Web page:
By Chris Lane
By Olivia Flores Alvarez
By Angelica Leicht
By Jef Rouner
By Jef With One F
By Jef With One F
By Marco Torres
It's been the year of Willem de Kooning. In celebration of his 90th birthday last April, two major exhibitions have paid homage to the Dutch-born artist whom many regard as America's greatest living painter. But while the most ambitious tribute may be the traveling retrospective that opened last May at Washington, D.C.'s National Gallery of Art, a more personal, if idiosyncratic, show of his work -- organized by the Hirshhorn Museum and Sculpture Garden -- can be seen at the Museum of Fine Arts.
The National Gallery's hefty exhibit is the one that helped turn de Kooning -- an artist who had one of the greatest runs in 20th-century painting until his career was ended by Alzheimer's disease a decade ago -- into a monument of sorts. But the Hirshhorn show is different. It's not a retrospective, nor is it filled with masterworks. Rather, the artist presented here is a wealthy patron's pal. Not surprisingly, the Hirshhorn exhibition, drawn entirely from its collection of more than 70 de Kooning paintings, drawings and sculptures -- the largest de Kooning selection of any museum in the world -- reveals as much about Joseph Hirshhorn's tastes and buying habits as it does about de Kooning's considerable achievements.
Among the 50 or so pieces on exhibit, there's an oil sketch from 1967 that depicts a nude, high-heeled blond woman ogling the viewer. The image is inscribed, "Anything you want/Anything I say." She was painted as a gift "to Joe" with "love" from "Bill." Indeed, quasi-abstract images of women are in the majority here, giving one the impression that Hirshhorn preferred de Koonings with more than a passing reference to the female form.
In any event, the show asks us to re-examine de Kooning as a painter of voluptuous, heavy-fleshed women, whose faces and forms, gleaned from richly painted abstract surfaces, extend the grand tradition of Rubens and Renoir into the late 20th century. By emphasizing the figurative side of de Kooning's oeuvre, the Hirshhorn exhibit reminds us that his forays into total abstraction were brief, and that he refused to choose between abstraction and representation, or between the art of the past and the art of the present. Significantly, de Kooning's art always remains firmly rooted in life through persistent references to figure and landscape. We see him as a man so in touch with the sources of his pictorial pleasure -- the body of paint and the body of the world -- that he can render us dizzy with exhilaration.
By the time de Kooning had sold his first painting to Joseph Hirshhorn in 1957, Jackson Pollock was already dead and de Kooning was acknowledged as an art star, his place in history virtually guaranteed by his seminal role in the development of abstract expressionism. Although artist and collector had met ten years earlier, they didn't begin to click until Hirshhorn purchased Woman, a small painting on paper from 1951-52. Curiously, his only purchases after 1970 were several of the artist's bronzes, those gouged and squeezed forms that are a direct, three-dimensional correlative of his paintings. Hirshhorn and de Kooning had a lot in common -- both men had been born abroad, neither had finished high school, both began working young, both men had been hardened by the hunger and cold of New York poverty, yet neither was afraid of risks. Hirshhorn was known on several occasions to buy everything in an artist's studio, especially during the lean times of the 1930s and '40s. The Hirshhorn Museum includes large groups of work by Stuart Davis and Arshile Gorky, friends of de Kooning's throughout those years. But Hirshhorn's tastes were also quirky and headstrong. Although he mostly bought work by living artists, he also purchased older things -- bronzes by Daumier and 19th-century portraits by Thomas Eakins -- that anchored his modern art securely in the past.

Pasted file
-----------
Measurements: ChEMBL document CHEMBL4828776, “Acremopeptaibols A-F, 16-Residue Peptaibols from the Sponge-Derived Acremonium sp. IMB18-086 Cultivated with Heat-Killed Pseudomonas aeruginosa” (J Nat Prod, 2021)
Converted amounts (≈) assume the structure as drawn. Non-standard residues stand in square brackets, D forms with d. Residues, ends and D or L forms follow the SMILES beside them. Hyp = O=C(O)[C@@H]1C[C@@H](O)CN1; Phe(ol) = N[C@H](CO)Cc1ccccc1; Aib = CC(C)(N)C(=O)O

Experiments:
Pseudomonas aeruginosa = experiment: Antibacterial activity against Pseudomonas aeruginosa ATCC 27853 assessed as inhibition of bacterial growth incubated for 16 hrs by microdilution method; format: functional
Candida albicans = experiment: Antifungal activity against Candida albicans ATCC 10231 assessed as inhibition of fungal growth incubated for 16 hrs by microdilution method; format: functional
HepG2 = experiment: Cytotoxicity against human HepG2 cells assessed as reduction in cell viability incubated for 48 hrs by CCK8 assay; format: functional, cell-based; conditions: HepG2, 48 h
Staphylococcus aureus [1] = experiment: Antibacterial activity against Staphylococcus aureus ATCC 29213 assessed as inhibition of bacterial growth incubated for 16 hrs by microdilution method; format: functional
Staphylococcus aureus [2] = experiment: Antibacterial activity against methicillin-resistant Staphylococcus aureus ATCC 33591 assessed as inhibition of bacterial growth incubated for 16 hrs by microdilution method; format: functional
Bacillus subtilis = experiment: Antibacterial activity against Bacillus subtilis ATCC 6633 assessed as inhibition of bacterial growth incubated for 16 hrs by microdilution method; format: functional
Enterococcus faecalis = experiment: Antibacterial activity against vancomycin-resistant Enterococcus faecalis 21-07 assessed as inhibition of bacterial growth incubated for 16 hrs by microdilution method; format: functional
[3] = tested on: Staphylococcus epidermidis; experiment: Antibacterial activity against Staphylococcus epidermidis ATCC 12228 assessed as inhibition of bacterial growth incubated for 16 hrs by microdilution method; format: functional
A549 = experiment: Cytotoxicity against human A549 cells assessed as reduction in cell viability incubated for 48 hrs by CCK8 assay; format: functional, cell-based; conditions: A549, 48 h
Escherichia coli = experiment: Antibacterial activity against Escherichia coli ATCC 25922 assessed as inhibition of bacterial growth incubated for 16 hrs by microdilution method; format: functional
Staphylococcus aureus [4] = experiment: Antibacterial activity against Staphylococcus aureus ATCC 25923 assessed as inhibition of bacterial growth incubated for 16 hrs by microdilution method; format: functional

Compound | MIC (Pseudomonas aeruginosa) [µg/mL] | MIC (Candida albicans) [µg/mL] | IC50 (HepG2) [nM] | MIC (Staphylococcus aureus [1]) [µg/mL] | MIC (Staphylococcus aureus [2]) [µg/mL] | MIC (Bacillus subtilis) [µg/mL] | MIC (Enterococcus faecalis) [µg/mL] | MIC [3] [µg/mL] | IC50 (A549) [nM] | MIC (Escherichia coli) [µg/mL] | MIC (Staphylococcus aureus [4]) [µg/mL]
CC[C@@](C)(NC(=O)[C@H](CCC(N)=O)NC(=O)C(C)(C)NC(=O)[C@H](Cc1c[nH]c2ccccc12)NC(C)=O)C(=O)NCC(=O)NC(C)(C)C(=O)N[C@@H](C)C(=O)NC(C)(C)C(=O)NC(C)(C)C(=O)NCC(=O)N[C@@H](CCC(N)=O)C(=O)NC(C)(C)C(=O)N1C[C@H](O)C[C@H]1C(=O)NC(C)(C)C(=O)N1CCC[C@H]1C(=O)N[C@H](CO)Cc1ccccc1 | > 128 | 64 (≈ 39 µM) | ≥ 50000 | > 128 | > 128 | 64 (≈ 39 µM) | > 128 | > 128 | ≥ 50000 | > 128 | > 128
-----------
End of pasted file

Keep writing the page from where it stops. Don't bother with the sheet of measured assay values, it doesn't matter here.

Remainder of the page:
De Kooning understood this. A resourceful tinkerer with an astonishing, hooking stroke that could express both impulsive energy and the tailing back of reflective thought, de Kooning constantly updated the painter's heritage of formal means by breaking down and rebuilding the structure of pictorial space time and again. When de Kooning arrived in the U.S. as an illegal immigrant in 1926, he was a gifted draftsman who had already achieved a high level of academic training. But he gradually learned to connect that to a modernist language, fusing the line of Ingres and the fragmentation of the antique torso to Gorky, John Graham and, above all, Picasso.
At the same time, de Kooning marveled at Chaim Soutine's sensuous handling of paint. Radical yet classical, pastoral yet urban, de Kooning seems both an abstract field painter and a colleague of swashbuckling 17th-century artist Frans Hals. Poised between tradition and innovation, de Kooning looked back to European sources and forward to the freedom of new American painting. Still, the forms through which de Kooning reached abstraction were always rooted in an earlier kind of abstraction, that of academic drawing. Wandering about the MFA's galleries of de Kooning paintings and drawings, it's obvious why the artist remains one of the most important figures of our culture; his energy, reliable for some five decades; his command of the surface, edge to edge; the sensuous touch that turns images of landscape into nervous meditations on women's bodies. His works display the machinery of drawing itself. His recurving line can take on invigorating speed, charging and skidding through dense paint. Color often seems in danger of being crushed. One keeps expecting the image to fly apart into formal incoherence -- but it never does. For color is at the service of line, guiding the eye through tangles of light and dark, supplying nuance to the exchange of volume and void.